Acquired Components
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Acquired Components

Have you ever thought that when you donate blood, with one donation you are actually helping three persons?

This is possible through technological developments and research done years ago and was found out that whole blood donation can be separated into different products to make it last longer and be more beneficial.

Thus each donation may be separated into the following products:

Leucodepleted red cell concentrate
Processed Red cells, filtered and processed to reduce white cells to a minimum.

B) Plasma which can be further seperated into:

Processed fresh plasma filtered to reduce white cells to a minimum.

or

Processed plasma filtered to reduce white cells to a minimum.

C) Pooled Platelets

Processed pool of 5 buffy coats, to produce a pool of filtered platelets.

Through other procedures/donations such as plateletpheresis we can produce other products such as:

 
Platelets extracted directly from a donor using apheresis equipment. This involves the donor having to stay hooked to this equipment for about 2 hours to produce good quality platelets which would still need to be further processed for optimum quality.
 
Each of these products has to be stored in different temperatures and all have a different shelf life.
 
 
Definition: A component obtained by removing the majority of leucocytes from a red cell preparation.
 
Methods of preparation: Various techniques are used to produce this preparation including buffy coat depletion and filtration. The best results are currently achieved using a combination of both these methods.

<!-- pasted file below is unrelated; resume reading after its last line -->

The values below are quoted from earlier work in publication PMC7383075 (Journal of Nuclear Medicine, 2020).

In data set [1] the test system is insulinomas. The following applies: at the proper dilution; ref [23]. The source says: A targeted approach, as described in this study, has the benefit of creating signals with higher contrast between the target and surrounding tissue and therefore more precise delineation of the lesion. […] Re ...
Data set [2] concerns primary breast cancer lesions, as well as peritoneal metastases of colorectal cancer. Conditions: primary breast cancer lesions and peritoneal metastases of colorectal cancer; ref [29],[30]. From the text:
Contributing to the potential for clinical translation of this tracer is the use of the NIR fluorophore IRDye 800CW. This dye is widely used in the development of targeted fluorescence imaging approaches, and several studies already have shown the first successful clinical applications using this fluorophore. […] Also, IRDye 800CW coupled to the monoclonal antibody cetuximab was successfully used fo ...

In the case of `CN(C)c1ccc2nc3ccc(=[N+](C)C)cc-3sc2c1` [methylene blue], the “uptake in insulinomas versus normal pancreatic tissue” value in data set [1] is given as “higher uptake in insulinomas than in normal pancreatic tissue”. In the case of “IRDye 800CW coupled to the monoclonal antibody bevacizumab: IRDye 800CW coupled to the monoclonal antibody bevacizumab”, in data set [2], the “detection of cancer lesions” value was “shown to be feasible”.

Storage: After collection, blood should be kept under controlled temperature between 20C and 60C. Temperature should not exceed 100C. Expiry date under these condition depends on the anticoagulant used. Example: using CPDA-1 the storage time is 35 days.
 
Alternatively, whole blood can be kept up to 24hrs in controlled temperature of between 200C and 240C, before being processed.
 
Definition: A component for transfusion prepared either from whole blood or from plasma collected by apheresis, frozen within a period and to a temperature that will maintain the labile coagulation factors functional.

Methods of preparation: Plasma is separated from whole blood collected using a blood bag with integral transfer packs, employing hard spin centrifugation, preferably within 6 hours and not more than 18 hours after collection, if the unit is refrigerated. The plasma is then separated in other transfer bag to be immediately frozen.

Another method is obtaining plasma directly from the donor through apheresis, where the donor is 'connected' to a machine which takes his whole blood, separates the plasma and stores it in a bag, returning back his red cells.

Storage & Stability: The stability on storage is dependent on the storage temperature. Optimal storage temperature is at -250C or lower.
 
Permitted storage times and temperatures: